The ranks of these communist-era holdovers were augmented by ambitious, politically reformist, and entrepreneurial young Russians.

Russia's middle-aged elites were survivors, but certainly not innovators. In spring 1992 the Supreme Soviet adopted a privatization program, but over strong protests. The job of privatizing Russia's economy was given to Anatoly Chubais, an economist and former university professor in his thirties. In summer 1992 Chubais introduced a system of "vouchers" giving each Russian citizen 10,000 rubles available for investing in newly privatized companies. Given the high rate of inflation, 10,000 rubles, which in the Soviet era would have been four years' salary for a well-paid worker, was now worth only a few dollars. Some invested their vouchers; others sold them at a discount rate to speculators. Factory workers and managers were given the opportunity to purchase onequarter to one-half of their enterprise's shares; these were usually allocated based on the employee's rank within the enterprise. Of course, that meant that factory executives were ideally positioned to obtain the bulk of the shares, and many became wealthy overnight.

Much of the Russian economy was privatized within the first five years. Nearly 47,000 small businesses were privatized in 1992 alone, and by the end of 1994 well over 100,000 enterprises had been privatized. Small businesses employed just over 10 percent of all workers by 1996 and accounted for 11-12 percent of total production. Mid-size and large enterprises were privatized more slowly; only 18 were auctioned off in 1992, but by 1995 that number had risen to nearly 18,000. To placate the political opposition, defense industries, health care systems, and other "strategic" or sensitive enterprises were retained under state ownership.

Very few Russian citizens became investors in the newly privatizing economy. Russians have been very slow to buy stocks, bonds, or mutual funds, and most distrusted banks, preferring to put their cash under a mattress instead of depositing it in a savings account. Many wealthy Russians did not trust their country's business environment, preferring to invest their money in the more stable countries of Western Europe. The European Bank for Reconstruction and Development estimates that by the mid-1990s Russians had invested $40-50 billion outside Russia, while foreign investors were putting only $1-2 billion per year into the Russian economy. Furthermore, Russian managers and workers were suspicious of investment by outsiders--either foreigners or Russian mafia--and many refused opportunities to attract much-needed capital investment for their firms. Because of conservative management strategies many firms avoided restructuring, which was necessary in order to turn a profit. One group of Western and Russian economists estimates that as of 1996 three-fourths of Russia's enterprises still needed radical restructuring to be profitable--only one-fourth could operate profitably in the new market economy.

Even before the collapse of communism, officials in the Communist Party, the Komsomol, and the ministries had arranged deals with their friends and relatives to buy state and Party property at bargain prices. These assets were then resold for huge profits, creating millionaires virtually overnight. These New Russians acquired foreign luxury cars, huge homes, and expensive clothes, and surrounded themselves with beautiful young women. They frequented glitzy nightclubs and restaurants, paying exorbitant sums for lavish meals and entertainment. Many hired small armies of bodyguards--former police, army, or KGB agents--for protection against competitors. Average Russians despised the newly rich and the robber baron form of capitalism they practiced. Anatoly Chubais and Yegor Gaidar, the architects of Russia's market economy, were held responsible for these ills and soon became the most hated politicians in all Russia.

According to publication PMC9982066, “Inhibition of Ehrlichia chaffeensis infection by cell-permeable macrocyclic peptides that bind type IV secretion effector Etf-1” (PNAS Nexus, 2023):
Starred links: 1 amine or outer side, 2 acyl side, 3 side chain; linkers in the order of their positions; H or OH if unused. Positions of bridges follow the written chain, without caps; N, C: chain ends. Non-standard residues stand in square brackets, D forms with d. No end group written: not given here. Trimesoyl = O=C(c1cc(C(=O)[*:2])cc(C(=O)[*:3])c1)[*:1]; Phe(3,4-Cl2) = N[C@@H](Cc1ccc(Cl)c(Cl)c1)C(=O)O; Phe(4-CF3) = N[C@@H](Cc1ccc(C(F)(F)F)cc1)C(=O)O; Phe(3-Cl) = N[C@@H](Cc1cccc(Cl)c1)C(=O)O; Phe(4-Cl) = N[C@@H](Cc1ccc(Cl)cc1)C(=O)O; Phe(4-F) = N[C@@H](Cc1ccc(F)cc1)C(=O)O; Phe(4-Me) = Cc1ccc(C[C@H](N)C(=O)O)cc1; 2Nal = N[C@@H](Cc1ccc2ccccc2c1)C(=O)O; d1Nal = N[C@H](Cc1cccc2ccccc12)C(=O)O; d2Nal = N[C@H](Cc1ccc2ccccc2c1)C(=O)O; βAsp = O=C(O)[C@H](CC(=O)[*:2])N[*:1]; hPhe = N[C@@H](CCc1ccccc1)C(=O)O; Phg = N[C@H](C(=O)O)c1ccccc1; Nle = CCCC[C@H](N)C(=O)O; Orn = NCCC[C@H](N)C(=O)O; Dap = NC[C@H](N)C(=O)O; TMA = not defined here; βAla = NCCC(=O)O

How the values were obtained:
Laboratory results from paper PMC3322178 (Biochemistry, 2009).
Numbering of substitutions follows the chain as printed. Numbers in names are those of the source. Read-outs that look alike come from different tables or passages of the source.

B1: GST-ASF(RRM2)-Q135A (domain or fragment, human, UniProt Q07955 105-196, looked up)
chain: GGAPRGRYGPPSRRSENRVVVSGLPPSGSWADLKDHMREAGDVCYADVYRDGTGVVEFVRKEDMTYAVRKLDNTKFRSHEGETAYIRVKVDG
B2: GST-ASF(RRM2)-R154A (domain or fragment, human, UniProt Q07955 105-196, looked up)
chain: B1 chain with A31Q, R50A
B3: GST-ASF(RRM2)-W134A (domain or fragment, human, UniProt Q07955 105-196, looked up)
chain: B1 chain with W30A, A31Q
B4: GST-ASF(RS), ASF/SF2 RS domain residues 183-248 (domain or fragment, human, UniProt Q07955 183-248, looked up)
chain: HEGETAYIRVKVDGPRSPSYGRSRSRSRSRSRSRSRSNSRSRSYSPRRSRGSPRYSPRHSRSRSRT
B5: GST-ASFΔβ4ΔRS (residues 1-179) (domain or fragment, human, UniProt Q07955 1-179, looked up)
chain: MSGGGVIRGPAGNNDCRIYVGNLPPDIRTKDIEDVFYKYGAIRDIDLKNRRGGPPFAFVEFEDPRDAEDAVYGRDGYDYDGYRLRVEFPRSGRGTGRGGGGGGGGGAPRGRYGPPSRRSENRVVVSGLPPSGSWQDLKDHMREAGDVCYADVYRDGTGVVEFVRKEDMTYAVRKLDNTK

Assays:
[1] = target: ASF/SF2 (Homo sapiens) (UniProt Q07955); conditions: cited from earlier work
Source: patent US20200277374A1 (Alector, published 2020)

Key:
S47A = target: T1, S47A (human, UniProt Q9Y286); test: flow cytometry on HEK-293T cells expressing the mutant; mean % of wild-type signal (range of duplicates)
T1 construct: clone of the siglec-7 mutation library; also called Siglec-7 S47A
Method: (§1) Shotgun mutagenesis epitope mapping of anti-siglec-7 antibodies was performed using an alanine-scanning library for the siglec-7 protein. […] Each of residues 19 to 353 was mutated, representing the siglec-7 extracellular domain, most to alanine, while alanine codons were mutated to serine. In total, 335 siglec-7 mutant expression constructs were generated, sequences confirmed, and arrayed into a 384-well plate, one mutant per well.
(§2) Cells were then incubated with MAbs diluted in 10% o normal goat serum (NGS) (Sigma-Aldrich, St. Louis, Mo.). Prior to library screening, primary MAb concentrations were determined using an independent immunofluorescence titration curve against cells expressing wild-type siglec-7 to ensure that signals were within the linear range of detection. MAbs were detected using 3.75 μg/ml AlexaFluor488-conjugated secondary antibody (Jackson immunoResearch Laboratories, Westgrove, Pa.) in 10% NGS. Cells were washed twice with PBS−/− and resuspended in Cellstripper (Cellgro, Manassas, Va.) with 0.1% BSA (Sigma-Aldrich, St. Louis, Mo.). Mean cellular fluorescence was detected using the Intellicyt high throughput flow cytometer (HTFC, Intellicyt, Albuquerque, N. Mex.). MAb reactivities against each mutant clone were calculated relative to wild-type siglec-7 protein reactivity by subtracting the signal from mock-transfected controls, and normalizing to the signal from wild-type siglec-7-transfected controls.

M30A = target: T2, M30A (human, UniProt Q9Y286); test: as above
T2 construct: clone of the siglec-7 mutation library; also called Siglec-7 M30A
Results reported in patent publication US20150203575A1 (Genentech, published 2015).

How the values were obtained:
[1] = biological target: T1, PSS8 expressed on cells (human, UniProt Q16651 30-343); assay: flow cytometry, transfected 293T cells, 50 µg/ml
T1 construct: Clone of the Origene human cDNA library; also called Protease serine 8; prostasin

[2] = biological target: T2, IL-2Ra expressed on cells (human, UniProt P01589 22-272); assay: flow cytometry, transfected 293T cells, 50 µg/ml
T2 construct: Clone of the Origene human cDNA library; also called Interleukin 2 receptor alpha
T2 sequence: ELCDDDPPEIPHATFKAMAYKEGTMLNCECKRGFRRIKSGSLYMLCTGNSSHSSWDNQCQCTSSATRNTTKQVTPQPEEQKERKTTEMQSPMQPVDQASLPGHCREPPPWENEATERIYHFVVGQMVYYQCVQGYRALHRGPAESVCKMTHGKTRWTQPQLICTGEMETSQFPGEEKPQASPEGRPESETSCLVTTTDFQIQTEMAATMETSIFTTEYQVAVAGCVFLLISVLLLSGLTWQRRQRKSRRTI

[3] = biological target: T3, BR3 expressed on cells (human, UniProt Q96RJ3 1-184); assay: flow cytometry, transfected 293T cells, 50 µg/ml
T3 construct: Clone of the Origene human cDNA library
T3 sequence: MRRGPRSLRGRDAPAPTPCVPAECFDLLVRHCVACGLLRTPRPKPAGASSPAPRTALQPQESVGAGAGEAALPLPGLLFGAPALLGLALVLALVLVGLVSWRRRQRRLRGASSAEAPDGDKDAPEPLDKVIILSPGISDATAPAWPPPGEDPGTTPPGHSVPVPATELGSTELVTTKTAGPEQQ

For most Russians privatization meant a decline in living standards. Beggars, usually older women, sat outside subway stations and churches pleading for money. Street markets sprang up where people would bring old pairs of shoes, toys, vegetables from their garden plots, tools, books, and anything else they could sell. The more successful sold goods out of small kiosks--newspapers, liquor, candy bars, soft drinks, pornography, watches, fruit--and paid protection money to the ubiquitous gangs that roamed the streets. Some hawked souvenirs for the tourist trade-colorful scarves, matryoshka dolls, lacquer boxes. Thousands of aspiring businessmen and women engaged in "shuttle trade." The shuttlers would fly to Istanbul, Bangkok, Warsaw, Berlin, or Seoul, buy up clothes, electronic goods, or food, and bring them back to Russia to sell at greatly inflated prices. In the Russian Far East, used Toyotas and Hondas flooded the streets of Vladivostok, Khabarovsk, and smaller cities. Since Japanese use right-hand drive cars, and Russians drive on the right side of the road as do Americans, these imports made for some exciting traffic.